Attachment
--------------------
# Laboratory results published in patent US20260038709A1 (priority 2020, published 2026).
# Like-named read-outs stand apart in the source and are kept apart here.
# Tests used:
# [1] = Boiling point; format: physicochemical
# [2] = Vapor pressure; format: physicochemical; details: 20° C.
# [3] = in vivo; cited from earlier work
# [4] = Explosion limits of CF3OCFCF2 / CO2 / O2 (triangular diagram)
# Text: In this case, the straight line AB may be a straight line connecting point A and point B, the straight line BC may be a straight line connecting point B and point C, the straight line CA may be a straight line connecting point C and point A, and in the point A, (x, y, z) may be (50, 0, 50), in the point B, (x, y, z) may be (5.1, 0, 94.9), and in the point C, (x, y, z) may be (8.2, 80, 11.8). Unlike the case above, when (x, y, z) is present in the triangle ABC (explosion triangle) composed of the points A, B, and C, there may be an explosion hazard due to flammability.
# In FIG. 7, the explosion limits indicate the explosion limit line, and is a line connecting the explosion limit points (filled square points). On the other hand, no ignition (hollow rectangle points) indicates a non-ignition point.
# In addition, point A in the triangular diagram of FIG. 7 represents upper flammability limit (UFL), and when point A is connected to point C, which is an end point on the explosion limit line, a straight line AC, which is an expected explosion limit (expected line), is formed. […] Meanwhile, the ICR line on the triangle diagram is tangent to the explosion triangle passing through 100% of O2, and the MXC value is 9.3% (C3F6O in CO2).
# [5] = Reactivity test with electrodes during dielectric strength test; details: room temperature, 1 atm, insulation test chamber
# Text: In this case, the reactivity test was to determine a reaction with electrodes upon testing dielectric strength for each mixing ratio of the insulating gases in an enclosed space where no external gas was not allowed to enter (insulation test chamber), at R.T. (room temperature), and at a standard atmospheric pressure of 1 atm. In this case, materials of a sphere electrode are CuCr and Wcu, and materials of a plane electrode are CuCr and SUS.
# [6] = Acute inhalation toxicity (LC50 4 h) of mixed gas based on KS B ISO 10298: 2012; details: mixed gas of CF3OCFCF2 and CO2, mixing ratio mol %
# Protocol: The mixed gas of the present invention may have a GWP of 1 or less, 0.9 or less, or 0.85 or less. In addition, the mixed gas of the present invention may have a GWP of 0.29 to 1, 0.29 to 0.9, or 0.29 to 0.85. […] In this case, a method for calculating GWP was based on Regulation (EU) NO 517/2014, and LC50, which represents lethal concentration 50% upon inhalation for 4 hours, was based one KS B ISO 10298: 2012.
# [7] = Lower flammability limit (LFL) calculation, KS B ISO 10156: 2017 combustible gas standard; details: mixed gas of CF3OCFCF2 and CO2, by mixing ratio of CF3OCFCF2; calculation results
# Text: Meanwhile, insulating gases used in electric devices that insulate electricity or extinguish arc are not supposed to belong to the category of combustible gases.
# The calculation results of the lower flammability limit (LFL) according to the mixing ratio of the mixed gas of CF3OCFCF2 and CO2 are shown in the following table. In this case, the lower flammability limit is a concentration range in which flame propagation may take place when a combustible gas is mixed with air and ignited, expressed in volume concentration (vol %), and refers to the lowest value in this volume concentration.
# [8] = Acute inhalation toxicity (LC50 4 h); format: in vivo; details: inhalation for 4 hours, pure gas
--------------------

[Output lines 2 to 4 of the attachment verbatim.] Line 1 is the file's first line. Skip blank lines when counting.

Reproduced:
# Like-named read-outs stand apart in the source and are kept apart here.
# Tests used:
# [1] = Boiling point; format: physicochemical